Entertainment » Theatre

The True

by Brooke Pierce
EDGE Media Network Contributor
Wednesday Oct 3, 2018
Edie Falco in a promotional photo for "The True."
Edie Falco in a promotional photo for "The True."  

With the New York State primary just behind us, and November midterm fever well upon us, now is a perfect time for Sharr White's new play "The True," being presented by The New Group under the direction of Scott Elliott. Set in Albany in 1977, this engaging comedy starring Edie Falco looks at the local party politics of yesteryear and how its operators struggled with changing times.

Much of the play takes place in the homey living room of the Noonans, which Erastus Corning II (Michael McKean) visits almost nightly, sitting next to his dear friend Peter (Peter Scolari) in front of the TV in a cozy armchair. As the mayor for 35 years, Corning is a man with a lot of power, but it's the woman sitting behind him at a sewing machine that can take credit for much of his success. Not with an important formal title, but as a party loyalist and confidant, Polly Noonan (Falco) has been nurturing his career since the 1930s.

The trouble now, though, is that, with the party chairman recently deceased, Corning has to worry about being challenged by his frenemies from within the ranks. And yet, just at the time when Polly's advice and strategic thinking would be most valuable, Corning pushes her away, saying that he needs to end his association with her. Is it because he wants to swat away the persistent rumors that he and Polly are having an affair, or for some other reason?

Even after being given the cold shoulder from her longtime friend, Polly — played with an endearing frankness by Falco — can't suppress her instincts. She takes it upon herself to meet with the men who want to usurp Mayor Corning in the hopes of stopping the coup, and also endeavors to get a promising young man a committeeman position because she's anxious to see some "young blood" injected into the party. Time and again she is disturbed by the lack of loyalty she sees: Why are other party members being disloyal? Why do up-and-comers seem incapable of showing the same amount of dedication and loyalty that she always has?

Playwright White's political-insider dialogue is effortless and authentic, but not off-putting or overwhelming, largely because the play focuses on people, not issues. On paper, a character like Polly — with her big personality, foul mouth, and obsessive political maneuvering — might make one think of the often-derided corrupt cronyism of old-school New York. But in flesh and blood she feels like a regular person who just wants to take care of her community.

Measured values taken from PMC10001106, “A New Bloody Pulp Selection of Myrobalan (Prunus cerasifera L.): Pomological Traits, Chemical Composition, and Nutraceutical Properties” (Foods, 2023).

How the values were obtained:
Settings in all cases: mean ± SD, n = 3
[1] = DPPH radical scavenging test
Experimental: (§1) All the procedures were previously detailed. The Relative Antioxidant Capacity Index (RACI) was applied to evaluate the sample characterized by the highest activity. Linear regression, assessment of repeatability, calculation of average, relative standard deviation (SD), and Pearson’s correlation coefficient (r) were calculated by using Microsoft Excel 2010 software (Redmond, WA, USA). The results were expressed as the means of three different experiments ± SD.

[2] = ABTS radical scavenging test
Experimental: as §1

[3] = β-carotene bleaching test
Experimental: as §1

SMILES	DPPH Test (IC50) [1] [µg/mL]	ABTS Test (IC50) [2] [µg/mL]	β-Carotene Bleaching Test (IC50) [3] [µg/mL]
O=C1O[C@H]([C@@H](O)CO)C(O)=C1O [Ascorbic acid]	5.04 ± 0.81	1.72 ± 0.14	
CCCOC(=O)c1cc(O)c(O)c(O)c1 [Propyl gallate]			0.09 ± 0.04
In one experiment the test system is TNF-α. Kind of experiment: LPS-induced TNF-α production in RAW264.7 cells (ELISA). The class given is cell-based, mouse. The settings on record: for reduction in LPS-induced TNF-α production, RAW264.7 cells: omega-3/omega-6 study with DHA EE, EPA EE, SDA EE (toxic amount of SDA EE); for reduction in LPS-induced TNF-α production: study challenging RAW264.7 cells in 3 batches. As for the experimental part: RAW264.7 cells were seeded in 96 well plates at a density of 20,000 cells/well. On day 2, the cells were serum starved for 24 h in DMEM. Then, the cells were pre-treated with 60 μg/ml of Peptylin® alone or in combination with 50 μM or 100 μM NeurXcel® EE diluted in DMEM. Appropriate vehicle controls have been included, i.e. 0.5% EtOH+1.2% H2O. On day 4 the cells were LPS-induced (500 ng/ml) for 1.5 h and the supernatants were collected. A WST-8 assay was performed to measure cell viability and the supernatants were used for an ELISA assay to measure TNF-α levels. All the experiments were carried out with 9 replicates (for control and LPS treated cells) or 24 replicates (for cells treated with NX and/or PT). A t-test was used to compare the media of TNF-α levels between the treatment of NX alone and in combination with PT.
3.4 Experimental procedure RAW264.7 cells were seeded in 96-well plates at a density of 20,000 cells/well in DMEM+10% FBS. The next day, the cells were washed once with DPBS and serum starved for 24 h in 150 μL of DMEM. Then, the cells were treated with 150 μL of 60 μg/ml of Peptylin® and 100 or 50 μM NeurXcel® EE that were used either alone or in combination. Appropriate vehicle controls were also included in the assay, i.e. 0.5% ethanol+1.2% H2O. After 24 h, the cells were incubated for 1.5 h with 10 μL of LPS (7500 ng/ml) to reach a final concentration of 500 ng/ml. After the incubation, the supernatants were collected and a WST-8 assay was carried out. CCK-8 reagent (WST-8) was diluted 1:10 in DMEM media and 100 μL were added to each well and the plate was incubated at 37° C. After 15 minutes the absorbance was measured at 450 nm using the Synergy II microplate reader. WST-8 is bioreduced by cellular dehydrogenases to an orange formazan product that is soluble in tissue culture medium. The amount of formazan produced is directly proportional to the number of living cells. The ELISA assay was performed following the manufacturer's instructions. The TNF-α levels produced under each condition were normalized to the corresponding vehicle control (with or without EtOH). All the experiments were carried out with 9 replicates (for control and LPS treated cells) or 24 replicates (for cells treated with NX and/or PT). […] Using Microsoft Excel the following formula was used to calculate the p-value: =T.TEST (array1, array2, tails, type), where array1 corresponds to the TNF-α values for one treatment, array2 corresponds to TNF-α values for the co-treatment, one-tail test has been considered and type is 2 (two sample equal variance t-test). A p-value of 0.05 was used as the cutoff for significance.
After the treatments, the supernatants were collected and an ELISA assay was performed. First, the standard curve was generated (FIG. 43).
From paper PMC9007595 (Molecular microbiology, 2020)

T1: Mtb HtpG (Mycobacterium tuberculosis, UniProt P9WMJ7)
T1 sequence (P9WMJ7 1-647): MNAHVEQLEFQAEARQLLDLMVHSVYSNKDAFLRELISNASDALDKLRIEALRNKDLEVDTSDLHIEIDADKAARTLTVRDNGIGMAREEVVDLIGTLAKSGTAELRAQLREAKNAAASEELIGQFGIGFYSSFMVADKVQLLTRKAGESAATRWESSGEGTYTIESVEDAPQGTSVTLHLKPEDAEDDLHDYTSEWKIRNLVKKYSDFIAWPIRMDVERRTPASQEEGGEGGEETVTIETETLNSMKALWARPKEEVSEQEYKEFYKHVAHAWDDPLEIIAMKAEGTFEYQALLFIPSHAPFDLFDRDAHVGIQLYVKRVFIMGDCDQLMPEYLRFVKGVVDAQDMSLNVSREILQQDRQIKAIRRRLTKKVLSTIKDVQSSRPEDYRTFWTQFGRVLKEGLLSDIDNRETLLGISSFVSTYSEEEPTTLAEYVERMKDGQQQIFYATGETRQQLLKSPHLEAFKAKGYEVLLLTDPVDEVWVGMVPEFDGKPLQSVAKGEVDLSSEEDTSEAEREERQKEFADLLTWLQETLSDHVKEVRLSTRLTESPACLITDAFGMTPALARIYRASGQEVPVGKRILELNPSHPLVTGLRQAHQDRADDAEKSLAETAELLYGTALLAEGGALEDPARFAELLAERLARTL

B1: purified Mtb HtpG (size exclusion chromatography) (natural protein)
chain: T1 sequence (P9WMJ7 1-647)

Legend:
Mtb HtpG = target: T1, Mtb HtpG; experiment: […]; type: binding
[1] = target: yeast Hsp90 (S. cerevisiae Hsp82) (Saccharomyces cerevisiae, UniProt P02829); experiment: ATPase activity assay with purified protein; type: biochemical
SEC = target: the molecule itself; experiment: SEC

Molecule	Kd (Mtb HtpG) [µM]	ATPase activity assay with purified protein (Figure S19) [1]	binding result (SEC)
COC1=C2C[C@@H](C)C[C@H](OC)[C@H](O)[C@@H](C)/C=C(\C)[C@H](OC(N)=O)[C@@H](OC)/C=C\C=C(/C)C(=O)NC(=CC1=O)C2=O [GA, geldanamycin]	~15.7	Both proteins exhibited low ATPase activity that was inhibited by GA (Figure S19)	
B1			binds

Today, as Democrats are rebelling harder than ever against the party machine, "The True" ends up being a counter-argument. It's not a full defense of the machine, but an acknowledgement that "party loyalty" and "doing favors" could be seen as synonymous with helping people. Polly is the champion of a system that had traditionally ensured that politicians knew all their constituents and their needs personally — and perhaps it takes party loyalty and a machine to make that happen.

It's understandable if you may be thinking "I can't take any more politics!" at a play, or anywhere else for that matter. But "The True" is not just about politics, it's about relationships. Indeed, the very notion that Polly labors to defend is that politics is relationships. To her, it's about commitments — commitments to constituents, to allies, and to friends. The play will leave you hoping that it might be possible to find a way to fight Albany's corruption (which is still endemic and infuriating to this day) while retaining the loyalty and conviction of a Polly Noonan.

"The True" runs through October 21 at The Pershing Square Signature Center, 480 W. 42nd Street , NYC. For information or tickets, call 212-279-4200 or visit www.thenewgroup.org

Brooke Pierce is a freelance writer and playwright in New York City. Her plays have received staged readings at the American Theatre of Actors, the Ensemble Studio Theatre, and Stage One Theater. Brooke is a member of the Drama Desk and the Dramatists Guild.


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